• hey, if you have made calculations based on the fifteen square foot wing area i produced originally you may have to repeat it with the new wingspan as i made a maths error before, sorry, thanks Apr 19 at 14:41
• @CelestialBorhau Ok, his surface area is 8.33544 m²... with Birdwing $\theta=1$ he needs to run an astonishing 12.12 m/s to get off the ground, with Delta-Wings he needs 8.57 m/s... Nope, he needs larger wings. Apr 19 at 14:45
• K, thanks for answering Apr 19 at 21:29

## Gut feeling.. 2-3 times wing span, more compact, more muscle

The posture seems to a bit elongated overall.. The upper body could be less tall, more compact, wider.. overall, don't forget you'll need a wide and strong breast with prominent clavicle bones.. shoulders are good, wing span is minimal.. it looks a bit like Lilienthal proportions now, but Lilienthal was a jumper and he didn't mind to live dangerous. My gut feeling says your character could need about 1.5 times this wing span and a good sprint to take off.. and for agile flight, it will require strong wrists ! the hand needs to be bigger imho, the arms and wrist thicker.. with stronger musculature. All that would make it heavier, so consider 2.0 times the wing span shown.

Center of gravity considerations

A humanoid character able to fly would prefer to do that horizontally. As shown, your character is a bipedal dancer, rather than a flyer. Consider drastically compact the body, and try minimize the weight of the back, tibia bones and feet. If you can't.. enlarge the wing span to 3.0 times: when its full body length "hangs" under the wings, the takeoff lift required will be considerable and flight will be slow.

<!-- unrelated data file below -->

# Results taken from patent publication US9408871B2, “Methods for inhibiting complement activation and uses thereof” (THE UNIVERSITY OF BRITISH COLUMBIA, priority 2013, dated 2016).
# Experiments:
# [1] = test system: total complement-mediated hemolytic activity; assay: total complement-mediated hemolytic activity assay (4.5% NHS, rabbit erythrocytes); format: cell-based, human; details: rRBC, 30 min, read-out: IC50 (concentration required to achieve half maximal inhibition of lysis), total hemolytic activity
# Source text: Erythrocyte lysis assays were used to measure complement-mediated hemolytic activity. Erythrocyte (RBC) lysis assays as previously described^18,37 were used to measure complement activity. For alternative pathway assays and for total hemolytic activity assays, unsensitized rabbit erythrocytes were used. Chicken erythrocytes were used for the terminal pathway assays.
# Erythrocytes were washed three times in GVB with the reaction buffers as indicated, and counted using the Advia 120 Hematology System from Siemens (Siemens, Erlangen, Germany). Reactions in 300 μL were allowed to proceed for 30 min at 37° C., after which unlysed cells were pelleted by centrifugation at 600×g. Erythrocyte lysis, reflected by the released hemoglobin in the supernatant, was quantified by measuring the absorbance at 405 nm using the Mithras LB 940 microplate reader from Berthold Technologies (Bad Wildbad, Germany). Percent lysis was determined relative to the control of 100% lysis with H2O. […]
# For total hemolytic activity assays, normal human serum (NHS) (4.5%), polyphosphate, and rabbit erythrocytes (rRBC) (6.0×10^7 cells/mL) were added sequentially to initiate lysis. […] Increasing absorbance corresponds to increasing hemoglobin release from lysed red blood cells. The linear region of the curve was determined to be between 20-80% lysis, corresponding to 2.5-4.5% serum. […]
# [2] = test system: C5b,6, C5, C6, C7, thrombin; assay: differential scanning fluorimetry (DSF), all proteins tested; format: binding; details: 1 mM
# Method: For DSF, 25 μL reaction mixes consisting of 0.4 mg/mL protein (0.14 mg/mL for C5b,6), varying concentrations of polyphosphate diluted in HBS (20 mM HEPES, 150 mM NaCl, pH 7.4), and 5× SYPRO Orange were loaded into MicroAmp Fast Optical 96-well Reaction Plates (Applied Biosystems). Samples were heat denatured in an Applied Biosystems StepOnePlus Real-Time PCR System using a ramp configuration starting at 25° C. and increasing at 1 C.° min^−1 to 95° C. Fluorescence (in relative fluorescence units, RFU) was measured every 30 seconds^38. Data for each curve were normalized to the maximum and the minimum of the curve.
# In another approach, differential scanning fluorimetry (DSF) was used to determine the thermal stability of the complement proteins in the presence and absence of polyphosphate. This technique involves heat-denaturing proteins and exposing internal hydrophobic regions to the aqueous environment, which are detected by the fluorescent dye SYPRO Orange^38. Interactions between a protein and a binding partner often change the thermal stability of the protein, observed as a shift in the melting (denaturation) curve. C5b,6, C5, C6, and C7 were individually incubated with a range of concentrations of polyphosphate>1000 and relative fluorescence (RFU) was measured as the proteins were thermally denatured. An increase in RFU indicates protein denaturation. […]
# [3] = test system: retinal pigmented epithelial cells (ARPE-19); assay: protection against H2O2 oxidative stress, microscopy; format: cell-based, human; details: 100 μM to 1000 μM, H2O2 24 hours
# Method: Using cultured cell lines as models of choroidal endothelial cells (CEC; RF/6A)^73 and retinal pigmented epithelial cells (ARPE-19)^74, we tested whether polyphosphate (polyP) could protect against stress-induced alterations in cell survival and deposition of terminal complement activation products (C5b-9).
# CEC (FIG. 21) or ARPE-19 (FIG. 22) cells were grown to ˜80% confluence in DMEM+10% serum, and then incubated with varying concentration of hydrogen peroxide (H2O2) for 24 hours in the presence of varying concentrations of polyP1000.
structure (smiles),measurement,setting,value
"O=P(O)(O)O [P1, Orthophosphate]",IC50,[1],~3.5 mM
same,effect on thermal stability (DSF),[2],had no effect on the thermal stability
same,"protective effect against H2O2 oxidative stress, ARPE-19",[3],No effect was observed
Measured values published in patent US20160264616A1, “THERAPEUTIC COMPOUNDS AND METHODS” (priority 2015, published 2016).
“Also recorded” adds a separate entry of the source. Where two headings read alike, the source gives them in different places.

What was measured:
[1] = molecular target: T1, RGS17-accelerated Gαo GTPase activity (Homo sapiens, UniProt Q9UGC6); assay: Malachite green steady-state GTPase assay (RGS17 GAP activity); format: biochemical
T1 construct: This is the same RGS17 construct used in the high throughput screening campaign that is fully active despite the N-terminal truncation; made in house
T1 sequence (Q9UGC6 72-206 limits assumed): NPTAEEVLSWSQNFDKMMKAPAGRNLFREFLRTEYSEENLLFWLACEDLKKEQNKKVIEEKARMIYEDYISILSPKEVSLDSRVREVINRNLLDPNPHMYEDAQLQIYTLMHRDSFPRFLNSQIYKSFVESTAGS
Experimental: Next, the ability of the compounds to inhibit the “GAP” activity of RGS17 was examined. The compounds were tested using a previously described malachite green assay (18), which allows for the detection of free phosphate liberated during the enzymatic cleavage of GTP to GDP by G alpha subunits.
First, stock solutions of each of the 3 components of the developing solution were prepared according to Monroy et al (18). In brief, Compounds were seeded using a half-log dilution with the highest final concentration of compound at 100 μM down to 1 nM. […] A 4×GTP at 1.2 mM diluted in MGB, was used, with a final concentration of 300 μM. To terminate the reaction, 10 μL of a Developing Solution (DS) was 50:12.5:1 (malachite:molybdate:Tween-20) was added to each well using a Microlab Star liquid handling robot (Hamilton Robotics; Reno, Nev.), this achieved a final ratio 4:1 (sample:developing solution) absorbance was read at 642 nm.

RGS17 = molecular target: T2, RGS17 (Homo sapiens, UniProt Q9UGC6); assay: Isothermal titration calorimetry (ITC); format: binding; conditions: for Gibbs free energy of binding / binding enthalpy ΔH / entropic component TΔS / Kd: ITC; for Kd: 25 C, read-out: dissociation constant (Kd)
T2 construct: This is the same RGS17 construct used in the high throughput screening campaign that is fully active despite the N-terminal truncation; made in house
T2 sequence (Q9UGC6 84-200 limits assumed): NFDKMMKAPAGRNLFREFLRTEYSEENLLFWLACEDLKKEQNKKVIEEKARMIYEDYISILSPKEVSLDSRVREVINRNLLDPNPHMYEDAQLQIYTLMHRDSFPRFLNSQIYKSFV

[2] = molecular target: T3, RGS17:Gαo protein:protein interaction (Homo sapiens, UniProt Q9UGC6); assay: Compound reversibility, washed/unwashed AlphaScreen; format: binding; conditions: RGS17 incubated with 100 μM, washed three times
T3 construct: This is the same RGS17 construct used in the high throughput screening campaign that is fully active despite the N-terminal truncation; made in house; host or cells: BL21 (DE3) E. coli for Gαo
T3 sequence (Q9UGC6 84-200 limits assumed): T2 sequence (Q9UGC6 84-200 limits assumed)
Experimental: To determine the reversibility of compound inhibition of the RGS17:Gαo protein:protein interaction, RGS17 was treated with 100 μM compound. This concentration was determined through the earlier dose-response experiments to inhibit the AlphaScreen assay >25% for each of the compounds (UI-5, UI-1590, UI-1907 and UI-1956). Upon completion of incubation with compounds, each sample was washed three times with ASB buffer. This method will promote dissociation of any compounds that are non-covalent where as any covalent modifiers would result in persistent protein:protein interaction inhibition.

• twice? Not enough. Apr 19 at 0:01
• I've added a few more things. You may be right @Trish, because the body length/weight is an issue.. it has to be compensated for. If this character would "hang" in the air, the lift needed would even be more. Lilienthal bent his legs in flight, shifting the CG point forward. But if you allow it to hang, you'd need far more muscles and far more wing span. I think it may be needed to reduce body length overall, to let it fly in a stable way ! Apr 19 at 0:06
• Thanks for the remark Trish, finished the additional paragraph. It has to go wider, or more compact. Apr 19 at 0:22
• i produced a maths error before with the wingspan if you need to there is the correct one up top, sorry, thanks Apr 19 at 14:42
• @CelestialBorhau thanks, but my answer is relative to your picture (only), assuming human proportions. The absolute size does not matter. You did not edit the picture, and to be honest, I know something about physiology, I'm not an aeronautics expert.. the above is my intuition speaking, I don't have the means/knowledge to assert your maths, or do calculations myself. Apr 19 at 21:33